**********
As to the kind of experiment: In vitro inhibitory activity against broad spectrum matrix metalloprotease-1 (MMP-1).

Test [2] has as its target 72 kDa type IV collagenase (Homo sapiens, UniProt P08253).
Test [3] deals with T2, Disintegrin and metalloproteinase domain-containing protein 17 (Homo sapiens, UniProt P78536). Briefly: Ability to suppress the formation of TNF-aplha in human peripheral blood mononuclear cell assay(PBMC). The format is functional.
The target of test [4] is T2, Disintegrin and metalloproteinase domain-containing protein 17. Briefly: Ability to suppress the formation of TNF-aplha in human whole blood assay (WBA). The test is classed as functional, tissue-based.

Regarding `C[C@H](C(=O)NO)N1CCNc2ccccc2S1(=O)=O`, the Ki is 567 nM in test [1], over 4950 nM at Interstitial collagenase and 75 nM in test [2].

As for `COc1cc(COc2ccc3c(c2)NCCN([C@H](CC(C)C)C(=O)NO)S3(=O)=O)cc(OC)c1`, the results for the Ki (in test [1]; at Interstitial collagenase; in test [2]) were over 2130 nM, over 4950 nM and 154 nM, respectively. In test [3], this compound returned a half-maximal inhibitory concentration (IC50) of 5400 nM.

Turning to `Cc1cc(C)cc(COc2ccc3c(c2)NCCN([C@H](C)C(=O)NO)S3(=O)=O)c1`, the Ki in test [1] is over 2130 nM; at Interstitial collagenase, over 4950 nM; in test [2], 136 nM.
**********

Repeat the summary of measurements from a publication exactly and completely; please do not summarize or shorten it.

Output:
As to the kind of experiment: In vitro inhibitory activity against broad spectrum matrix metalloprotease-1 (MMP-1).

Test [2] has as its target 72 kDa type IV collagenase (Homo sapiens, UniProt P08253).
Test [3] deals with T2, Disintegrin and metalloproteinase domain-containing protein 17 (Homo sapiens, UniProt P78536). Briefly: Ability to suppress the formation of TNF-aplha in human peripheral blood mononuclear cell assay(PBMC). The format is functional.
The target of test [4] is T2, Disintegrin and metalloproteinase domain-containing protein 17. Briefly: Ability to suppress the formation of TNF-aplha in human whole blood assay (WBA). The test is classed as functional, tissue-based.

Regarding `C[C@H](C(=O)NO)N1CCNc2ccccc2S1(=O)=O`, the Ki is 567 nM in test [1], over 4950 nM at Interstitial collagenase and 75 nM in test [2].

As for `COc1cc(COc2ccc3c(c2)NCCN([C@H](CC(C)C)C(=O)NO)S3(=O)=O)cc(OC)c1`, the results for the Ki (in test [1]; at Interstitial collagenase; in test [2]) were over 2130 nM, over 4950 nM and 154 nM, respectively. In test [3], this compound returned a half-maximal inhibitory concentration (IC50) of 5400 nM.

Turning to `Cc1cc(C)cc(COc2ccc3c(c2)NCCN([C@H](C)C(=O)NO)S3(=O)=O)c1`, the Ki in test [1] is over 2130 nM; at Interstitial collagenase, over 4950 nM; in test [2], 136 nM.